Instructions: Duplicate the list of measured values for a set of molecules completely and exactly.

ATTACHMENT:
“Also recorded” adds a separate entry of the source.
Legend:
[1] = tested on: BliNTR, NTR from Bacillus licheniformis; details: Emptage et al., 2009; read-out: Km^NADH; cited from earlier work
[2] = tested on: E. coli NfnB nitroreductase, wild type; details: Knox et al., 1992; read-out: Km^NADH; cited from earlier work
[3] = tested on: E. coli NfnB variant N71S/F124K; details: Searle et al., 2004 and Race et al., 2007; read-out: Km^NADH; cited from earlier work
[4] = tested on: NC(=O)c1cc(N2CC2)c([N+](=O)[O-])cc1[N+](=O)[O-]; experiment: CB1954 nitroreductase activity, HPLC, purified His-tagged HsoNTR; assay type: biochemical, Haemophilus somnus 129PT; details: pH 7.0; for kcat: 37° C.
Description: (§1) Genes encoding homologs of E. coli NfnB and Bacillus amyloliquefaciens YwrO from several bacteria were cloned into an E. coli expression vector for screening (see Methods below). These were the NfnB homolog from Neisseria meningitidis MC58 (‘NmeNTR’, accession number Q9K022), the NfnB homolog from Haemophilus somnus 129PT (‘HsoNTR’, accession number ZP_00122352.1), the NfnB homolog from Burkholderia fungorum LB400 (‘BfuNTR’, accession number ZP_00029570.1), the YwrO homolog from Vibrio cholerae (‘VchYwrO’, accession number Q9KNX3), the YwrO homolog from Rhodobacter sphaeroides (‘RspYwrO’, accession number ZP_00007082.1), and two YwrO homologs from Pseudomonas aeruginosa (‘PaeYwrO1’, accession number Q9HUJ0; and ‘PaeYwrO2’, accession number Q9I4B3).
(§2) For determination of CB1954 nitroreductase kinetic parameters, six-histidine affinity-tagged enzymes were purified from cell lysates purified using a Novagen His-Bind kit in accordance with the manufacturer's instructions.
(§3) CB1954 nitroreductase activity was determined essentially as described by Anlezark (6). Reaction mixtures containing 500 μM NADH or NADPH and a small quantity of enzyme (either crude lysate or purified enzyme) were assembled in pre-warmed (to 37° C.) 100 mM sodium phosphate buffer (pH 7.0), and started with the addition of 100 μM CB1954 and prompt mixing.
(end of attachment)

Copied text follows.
“Also recorded” adds a separate entry of the source.
Legend:
[1] = tested on: BliNTR, NTR from Bacillus licheniformis; details: Emptage et al., 2009; read-out: Km^NADH; cited from earlier work
[2] = tested on: E. coli NfnB nitroreductase, wild type; details: Knox et al., 1992; read-out: Km^NADH; cited from earlier work
[3] = tested on: E. coli NfnB variant N71S/F124K; details: Searle et al., 2004 and Race et al., 2007; read-out: Km^NADH; cited from earlier work
[4] = tested on: NC(=O)c1cc(N2CC2)c([N+](=O)[O-])cc1[N+](=O)[O-]; experiment: CB1954 nitroreductase activity, HPLC, purified His-tagged HsoNTR; assay type: biochemical, Haemophilus somnus 129PT; details: pH 7.0; for kcat: 37° C.
Description: (§1) Genes encoding homologs of E. coli NfnB and Bacillus amyloliquefaciens YwrO from several bacteria were cloned into an E. coli expression vector for screening (see Methods below). These were the NfnB homolog from Neisseria meningitidis MC58 (‘NmeNTR’, accession number Q9K022), the NfnB homolog from Haemophilus somnus 129PT (‘HsoNTR’, accession number ZP_00122352.1), the NfnB homolog from Burkholderia fungorum LB400 (‘BfuNTR’, accession number ZP_00029570.1), the YwrO homolog from Vibrio cholerae (‘VchYwrO’, accession number Q9KNX3), the YwrO homolog from Rhodobacter sphaeroides (‘RspYwrO’, accession number ZP_00007082.1), and two YwrO homologs from Pseudomonas aeruginosa (‘PaeYwrO1’, accession number Q9HUJ0; and ‘PaeYwrO2’, accession number Q9I4B3).
(§2) For determination of CB1954 nitroreductase kinetic parameters, six-histidine affinity-tagged enzymes were purified from cell lysates purified using a Novagen His-Bind kit in accordance with the manufacturer's instructions.
(§3) CB1954 nitroreductase activity was determined essentially as described by Anlezark (6). Reaction mixtures containing 500 μM NADH or NADPH and a small quantity of enzyme (either crude lysate or purified enzyme) were assembled in pre-warmed (to 37° C.) 100 mM sodium phosphate buffer (pH 7.0), and started with the addition of 100 μM CB1954 and prompt mixing.